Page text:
Bad memories could soon be forgotten

Will Smith performs a memory wipe in comedy film Men in Black
Will Smith performs a memory wipe in comedy film Men in Black

Memory wipes - they're a staple of science fiction, but are closer to becoming fact.

Researchers in Europe have figured out a way to effectively erase bad memories in mice using a "genetic switch".

They trained mice with a genetically modified gene, neuroplastin, which has been linked in humans to schizophrenia and decreased intellectual ability.

The mice were taught to flee from one side of a box to the other when a lamp turned on to avoid an electric shock.

After scientists "switched off" the neuroplastin gene, the mice forgot to run away.

"We were amazed to find that deactivating one single gene is enough to erase associative memories formed before or during the learning trials," says Professor Detlef Balschun from the KU Leuven Laboratory for Biological Psychology.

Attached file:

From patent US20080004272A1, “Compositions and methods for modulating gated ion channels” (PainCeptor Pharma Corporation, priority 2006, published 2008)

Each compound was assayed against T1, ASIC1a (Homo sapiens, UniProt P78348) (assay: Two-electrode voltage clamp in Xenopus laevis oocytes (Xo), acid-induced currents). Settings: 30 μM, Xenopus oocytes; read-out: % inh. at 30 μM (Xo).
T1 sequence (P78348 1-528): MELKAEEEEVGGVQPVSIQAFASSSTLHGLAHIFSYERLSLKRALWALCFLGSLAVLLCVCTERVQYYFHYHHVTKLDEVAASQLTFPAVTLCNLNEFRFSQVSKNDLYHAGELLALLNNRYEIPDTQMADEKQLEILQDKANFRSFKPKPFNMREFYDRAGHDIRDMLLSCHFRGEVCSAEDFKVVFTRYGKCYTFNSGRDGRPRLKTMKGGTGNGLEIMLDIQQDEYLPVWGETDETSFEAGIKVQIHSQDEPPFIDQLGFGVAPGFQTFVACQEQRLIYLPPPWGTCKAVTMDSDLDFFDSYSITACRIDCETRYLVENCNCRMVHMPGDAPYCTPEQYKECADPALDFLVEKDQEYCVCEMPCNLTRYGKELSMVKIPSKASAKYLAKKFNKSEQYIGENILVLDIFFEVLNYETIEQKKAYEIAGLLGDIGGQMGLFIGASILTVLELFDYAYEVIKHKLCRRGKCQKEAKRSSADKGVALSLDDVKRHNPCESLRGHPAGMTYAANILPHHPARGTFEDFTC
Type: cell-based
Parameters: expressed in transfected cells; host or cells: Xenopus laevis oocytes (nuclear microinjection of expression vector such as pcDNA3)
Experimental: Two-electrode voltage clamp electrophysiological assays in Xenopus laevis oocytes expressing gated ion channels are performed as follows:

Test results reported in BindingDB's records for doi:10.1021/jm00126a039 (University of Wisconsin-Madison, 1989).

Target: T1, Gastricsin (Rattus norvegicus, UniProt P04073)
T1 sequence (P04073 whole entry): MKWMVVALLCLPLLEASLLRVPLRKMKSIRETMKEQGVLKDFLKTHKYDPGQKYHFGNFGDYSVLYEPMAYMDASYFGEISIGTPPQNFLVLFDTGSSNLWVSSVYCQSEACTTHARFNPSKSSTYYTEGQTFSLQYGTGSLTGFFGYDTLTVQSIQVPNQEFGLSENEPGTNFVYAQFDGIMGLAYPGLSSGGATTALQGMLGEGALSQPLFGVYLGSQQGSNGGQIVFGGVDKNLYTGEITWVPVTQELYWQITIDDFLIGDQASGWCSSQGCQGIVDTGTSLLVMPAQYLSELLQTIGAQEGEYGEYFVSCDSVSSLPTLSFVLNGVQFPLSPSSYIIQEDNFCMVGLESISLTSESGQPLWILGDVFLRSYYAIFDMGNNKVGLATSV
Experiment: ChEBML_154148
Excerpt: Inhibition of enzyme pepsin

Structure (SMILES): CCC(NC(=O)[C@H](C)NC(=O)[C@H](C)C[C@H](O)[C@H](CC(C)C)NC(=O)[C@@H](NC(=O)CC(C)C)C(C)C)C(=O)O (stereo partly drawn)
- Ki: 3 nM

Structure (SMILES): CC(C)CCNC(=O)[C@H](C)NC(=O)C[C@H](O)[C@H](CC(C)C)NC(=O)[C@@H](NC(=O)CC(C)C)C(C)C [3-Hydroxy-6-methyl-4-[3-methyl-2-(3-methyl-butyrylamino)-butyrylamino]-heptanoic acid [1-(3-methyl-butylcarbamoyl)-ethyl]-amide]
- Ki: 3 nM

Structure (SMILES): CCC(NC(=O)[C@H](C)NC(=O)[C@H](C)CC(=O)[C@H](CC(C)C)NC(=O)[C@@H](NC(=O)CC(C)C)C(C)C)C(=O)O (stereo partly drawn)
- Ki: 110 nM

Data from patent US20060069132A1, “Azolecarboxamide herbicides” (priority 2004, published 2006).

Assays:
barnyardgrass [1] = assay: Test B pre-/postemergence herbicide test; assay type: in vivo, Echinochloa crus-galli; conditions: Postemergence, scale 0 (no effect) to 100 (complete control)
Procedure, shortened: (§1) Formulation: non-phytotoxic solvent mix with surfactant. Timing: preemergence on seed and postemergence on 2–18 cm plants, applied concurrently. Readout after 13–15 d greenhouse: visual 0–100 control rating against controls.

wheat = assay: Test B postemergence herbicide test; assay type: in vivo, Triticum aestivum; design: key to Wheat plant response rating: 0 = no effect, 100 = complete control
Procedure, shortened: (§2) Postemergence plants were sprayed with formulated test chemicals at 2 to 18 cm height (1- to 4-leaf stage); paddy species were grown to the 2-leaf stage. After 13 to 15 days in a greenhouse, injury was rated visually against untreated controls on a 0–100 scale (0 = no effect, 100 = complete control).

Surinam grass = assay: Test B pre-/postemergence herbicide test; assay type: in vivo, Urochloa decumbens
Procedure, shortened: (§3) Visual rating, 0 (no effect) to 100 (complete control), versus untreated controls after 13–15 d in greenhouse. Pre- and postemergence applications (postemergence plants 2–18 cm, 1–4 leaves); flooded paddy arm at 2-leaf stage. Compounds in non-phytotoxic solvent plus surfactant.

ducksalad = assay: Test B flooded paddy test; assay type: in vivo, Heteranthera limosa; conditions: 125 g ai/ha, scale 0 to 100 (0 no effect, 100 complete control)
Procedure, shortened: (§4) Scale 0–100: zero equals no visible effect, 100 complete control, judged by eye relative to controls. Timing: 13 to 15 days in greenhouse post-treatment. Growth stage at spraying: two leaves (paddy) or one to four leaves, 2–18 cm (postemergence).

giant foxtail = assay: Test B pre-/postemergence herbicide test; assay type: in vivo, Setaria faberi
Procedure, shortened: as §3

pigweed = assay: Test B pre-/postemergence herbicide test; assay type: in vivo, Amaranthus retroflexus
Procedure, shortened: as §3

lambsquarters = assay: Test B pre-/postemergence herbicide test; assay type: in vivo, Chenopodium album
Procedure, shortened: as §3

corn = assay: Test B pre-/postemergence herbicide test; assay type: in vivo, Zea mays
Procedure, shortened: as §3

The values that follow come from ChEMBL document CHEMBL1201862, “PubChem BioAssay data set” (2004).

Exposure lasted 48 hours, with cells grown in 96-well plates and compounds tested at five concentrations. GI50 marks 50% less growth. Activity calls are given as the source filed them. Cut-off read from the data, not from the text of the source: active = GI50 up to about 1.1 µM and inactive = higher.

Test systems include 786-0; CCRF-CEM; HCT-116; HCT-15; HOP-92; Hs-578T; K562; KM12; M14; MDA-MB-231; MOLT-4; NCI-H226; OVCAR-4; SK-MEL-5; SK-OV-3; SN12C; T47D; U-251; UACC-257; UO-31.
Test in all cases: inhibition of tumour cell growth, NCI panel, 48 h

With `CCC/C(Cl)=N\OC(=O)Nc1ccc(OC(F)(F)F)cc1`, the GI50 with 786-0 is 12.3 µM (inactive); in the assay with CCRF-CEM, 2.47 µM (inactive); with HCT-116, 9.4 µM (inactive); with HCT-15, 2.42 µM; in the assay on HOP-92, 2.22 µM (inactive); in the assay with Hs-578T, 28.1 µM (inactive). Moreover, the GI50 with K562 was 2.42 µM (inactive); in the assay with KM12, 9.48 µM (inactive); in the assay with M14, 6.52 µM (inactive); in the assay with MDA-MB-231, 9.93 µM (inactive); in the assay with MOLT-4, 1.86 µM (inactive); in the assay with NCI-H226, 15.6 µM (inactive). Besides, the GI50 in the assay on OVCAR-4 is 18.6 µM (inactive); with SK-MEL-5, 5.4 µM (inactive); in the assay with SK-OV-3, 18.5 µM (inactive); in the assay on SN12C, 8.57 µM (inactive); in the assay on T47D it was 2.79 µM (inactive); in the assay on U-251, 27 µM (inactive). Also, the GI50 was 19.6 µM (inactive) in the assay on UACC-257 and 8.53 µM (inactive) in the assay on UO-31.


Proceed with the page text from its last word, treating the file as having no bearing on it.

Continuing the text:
"Switching off the neuroplastin gene has an impact on the behaviour of the mice, because it interferes with the communication between their brain cells."

It's still early days, but the researchers hope it'll open up new ways to improve people's memories, as well as destroy them - particularly those affected by dementia and post-traumatic stress disorder.

It's still not clear whether memory problems are the result of memories being lost, or just access to them being hindered.

The study was published in journal Biology Psychiatry.

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